Republican Majority Leader Mitch McConnell, R-Ky., has consistently declared "no more government shutdowns," but a growing number of Republicans say they will not vote for a budget that funds Planned Parenthood.
Most legislative experts and many lawmakers agree that the release of undercover video footage showing Planned Parenthood officials discussing the selling of aborted baby body parts may threaten a budget agreement in the weeks and possibly months ahead.
With much of the money to Planned Parenthood tied up in mandatory expenditures under Medicaid, it may take a stand alone bill to sort out the funding issue.
Kentucky's junior Senator Rand Paul, who has helped lead the Senate fight against defunding the abortion provider, recently argued that if Congress passes a government funding bill that does not include Planned Parenthood funding, the decision to shut down the government will be President Barack Obama's to make.
"But if President Obama wants to shut down government because he doesn't get funds for Planned Parenthood, declared Paul to CNN, "that would be President Obama's determination to shut down government."
In a call to Paul's Senate office Tuesday, his spokesperson told the Christian Post that after Monday's failed vote, they are exploring a myriad of options the government can take to strip Planned Parenthood of federal funding.
The White House said it will not support a budget and vows a veto of any bill that does not fund Planned Parenthood.
Planned Parenthood, the nation's largest abortion provider, says that any cuts to their $538 million received annually from taxpayers will adversely threat women's health.
Donald Trump, the Republican frontrunner for the White House, urged a shutdown of the government over the funding issue Monday on the Hugh Hewitt Show. Trump told Hewitt that Republicans can win the battle if they stick together.
Presidential candidate Carly Fiorina agreed that the government should be shut down but added there "is a long way to go between now and then. How does any Democrat justify their position, the continued taxpayer funding of this organization?" she asked.
Senator John McCain, R-Ariz., says he does not like government shut downs but added, "this is a clear case of totally improper use of taxpayers' dollars. I have an obligation to the taxpayers of Arizona."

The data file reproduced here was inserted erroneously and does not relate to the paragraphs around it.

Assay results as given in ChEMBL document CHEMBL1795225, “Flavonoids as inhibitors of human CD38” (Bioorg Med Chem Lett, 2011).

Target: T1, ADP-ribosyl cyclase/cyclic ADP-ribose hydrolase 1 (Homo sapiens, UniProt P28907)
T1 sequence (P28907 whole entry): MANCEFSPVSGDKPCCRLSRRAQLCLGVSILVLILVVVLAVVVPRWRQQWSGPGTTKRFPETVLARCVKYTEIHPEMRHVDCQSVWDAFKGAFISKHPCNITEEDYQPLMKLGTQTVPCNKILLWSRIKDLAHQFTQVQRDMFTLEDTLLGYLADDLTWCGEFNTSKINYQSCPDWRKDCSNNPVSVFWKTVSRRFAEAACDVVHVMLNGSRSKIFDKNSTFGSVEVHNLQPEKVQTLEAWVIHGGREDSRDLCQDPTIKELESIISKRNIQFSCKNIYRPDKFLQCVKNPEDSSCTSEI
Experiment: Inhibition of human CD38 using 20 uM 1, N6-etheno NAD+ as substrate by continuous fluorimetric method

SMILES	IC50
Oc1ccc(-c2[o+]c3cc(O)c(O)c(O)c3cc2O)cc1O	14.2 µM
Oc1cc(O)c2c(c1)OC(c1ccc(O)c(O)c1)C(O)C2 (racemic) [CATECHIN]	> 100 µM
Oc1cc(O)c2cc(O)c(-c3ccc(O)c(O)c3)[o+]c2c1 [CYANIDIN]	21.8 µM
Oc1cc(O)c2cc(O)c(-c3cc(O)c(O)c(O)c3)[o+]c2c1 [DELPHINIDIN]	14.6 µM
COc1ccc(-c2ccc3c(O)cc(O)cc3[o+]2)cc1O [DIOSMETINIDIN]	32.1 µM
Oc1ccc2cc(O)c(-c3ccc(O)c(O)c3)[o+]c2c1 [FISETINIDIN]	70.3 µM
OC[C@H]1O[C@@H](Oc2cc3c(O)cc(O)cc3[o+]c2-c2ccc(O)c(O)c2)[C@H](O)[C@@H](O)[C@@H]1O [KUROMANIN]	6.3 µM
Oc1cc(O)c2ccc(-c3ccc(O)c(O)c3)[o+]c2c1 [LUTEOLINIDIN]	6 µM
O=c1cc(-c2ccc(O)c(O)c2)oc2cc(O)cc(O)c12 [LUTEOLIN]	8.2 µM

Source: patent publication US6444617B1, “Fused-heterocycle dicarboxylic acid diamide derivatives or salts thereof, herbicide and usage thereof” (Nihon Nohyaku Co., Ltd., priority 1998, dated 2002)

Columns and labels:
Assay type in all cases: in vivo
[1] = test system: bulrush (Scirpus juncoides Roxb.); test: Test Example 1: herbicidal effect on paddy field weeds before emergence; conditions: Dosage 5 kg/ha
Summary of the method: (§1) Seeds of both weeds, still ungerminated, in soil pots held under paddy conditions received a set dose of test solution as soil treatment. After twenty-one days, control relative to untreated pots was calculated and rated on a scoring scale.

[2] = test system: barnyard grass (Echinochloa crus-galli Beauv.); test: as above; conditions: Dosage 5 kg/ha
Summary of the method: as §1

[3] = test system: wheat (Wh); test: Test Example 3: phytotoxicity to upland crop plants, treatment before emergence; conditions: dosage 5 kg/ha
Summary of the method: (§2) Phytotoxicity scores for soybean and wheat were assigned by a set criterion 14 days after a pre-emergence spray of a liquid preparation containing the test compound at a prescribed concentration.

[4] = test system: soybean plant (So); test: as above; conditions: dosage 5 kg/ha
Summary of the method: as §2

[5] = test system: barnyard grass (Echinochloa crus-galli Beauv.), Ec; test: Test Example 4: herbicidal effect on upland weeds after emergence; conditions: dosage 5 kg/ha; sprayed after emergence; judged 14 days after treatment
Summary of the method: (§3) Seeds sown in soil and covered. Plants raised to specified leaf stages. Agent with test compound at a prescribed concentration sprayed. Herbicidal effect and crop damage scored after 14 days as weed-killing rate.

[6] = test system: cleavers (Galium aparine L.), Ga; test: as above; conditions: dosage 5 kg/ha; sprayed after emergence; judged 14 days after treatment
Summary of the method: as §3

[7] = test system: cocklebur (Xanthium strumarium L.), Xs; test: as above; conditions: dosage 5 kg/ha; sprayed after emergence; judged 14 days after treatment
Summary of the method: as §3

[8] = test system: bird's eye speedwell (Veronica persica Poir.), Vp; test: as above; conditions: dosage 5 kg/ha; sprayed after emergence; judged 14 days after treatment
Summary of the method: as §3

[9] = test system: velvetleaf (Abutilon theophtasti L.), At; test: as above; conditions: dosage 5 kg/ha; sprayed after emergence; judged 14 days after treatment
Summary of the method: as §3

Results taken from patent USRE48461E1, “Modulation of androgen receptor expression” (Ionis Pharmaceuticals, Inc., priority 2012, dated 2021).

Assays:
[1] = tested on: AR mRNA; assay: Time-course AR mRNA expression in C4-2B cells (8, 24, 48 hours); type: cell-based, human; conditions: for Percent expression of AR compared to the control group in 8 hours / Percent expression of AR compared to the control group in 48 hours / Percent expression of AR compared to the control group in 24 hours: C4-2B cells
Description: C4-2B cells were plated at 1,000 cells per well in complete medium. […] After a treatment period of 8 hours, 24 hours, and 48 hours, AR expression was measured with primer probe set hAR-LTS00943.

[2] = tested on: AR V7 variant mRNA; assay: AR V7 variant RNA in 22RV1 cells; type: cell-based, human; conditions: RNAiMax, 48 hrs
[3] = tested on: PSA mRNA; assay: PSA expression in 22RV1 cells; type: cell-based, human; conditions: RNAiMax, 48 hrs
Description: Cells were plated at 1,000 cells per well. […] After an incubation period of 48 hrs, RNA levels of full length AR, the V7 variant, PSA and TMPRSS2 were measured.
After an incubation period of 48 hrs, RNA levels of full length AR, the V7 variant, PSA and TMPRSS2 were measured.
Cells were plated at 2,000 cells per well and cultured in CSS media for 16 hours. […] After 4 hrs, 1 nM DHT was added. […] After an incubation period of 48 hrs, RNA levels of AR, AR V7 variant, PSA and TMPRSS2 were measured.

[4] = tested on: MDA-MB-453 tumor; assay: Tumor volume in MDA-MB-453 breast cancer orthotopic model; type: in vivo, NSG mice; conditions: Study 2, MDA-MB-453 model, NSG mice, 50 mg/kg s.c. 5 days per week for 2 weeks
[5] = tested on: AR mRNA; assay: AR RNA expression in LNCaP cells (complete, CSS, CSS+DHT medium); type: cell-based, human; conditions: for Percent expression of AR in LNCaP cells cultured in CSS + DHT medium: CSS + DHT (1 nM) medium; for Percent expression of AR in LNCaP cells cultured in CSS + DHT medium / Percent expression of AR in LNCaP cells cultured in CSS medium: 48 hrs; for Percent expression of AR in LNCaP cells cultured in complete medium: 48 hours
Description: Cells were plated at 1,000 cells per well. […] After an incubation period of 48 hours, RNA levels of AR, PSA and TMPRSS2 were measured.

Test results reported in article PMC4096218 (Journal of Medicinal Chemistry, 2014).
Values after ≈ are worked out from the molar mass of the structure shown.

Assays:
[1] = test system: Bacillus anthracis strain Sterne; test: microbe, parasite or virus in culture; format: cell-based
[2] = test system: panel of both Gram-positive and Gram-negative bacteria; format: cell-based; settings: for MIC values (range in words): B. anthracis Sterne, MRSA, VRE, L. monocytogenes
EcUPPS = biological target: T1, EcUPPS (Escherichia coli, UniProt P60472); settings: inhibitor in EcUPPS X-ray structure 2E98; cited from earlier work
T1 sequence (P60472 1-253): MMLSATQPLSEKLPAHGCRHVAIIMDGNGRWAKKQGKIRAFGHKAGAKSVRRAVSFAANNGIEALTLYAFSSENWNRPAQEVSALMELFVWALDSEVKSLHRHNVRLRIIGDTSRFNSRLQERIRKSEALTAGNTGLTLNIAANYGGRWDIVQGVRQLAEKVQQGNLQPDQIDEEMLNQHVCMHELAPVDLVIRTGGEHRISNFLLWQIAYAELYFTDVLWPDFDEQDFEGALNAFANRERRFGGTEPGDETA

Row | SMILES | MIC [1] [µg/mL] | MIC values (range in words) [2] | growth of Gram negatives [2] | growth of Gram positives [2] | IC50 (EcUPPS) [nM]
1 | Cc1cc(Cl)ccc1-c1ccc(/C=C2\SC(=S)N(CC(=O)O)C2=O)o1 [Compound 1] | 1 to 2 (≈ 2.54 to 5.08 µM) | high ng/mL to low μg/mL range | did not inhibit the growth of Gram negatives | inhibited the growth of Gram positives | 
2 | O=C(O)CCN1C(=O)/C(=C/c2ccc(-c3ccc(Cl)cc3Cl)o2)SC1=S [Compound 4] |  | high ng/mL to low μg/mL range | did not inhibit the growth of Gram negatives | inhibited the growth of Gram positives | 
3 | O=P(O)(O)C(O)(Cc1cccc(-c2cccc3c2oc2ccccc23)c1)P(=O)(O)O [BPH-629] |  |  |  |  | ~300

"If they want to stand before the American people and say that they support this practice of dismembering unborn children, then that's their privilege," he declared.
After Monday's failed vote, the debate over federal funding of Planned Parenthood is likely only beginning.
Congressman Gary Palmer's, R-Ala., office told CP that he is a cosponsor of several measures to defund the organization and has called for an independent Justice Department investigation of the embattled abortion provider. Palmer's office could not speak yet to the particulars of a future budget issue within the House but noted the gravity of the issue for lawmakers on Capitol Hill.
Democrats in the Senate, under the leadership of Harry Reid, D-Nev., have vowed to block any stand-alone bill that fully funds the government but does not include funding for Planned Parenthood.
Republican leadership played a role in shutting down the government previously in an effort to defund Obamacare, before caving after approaching a deadline to raise the U.S. borrowing limit.
Texas Senator John Cornyn, part of the Republican Senate leadership, has consistently vowed there will be no shutdown. But Texas Senator and Republican presidential candidate Ted Cruz has said he will support a shutdown if necessary.
More videos set to drop from the Center for Medical Progress will likely fuel the fire for abortion opponents to demand ending taxpayer support for an organization possibly profiting from aborted baby tissue and organ sells.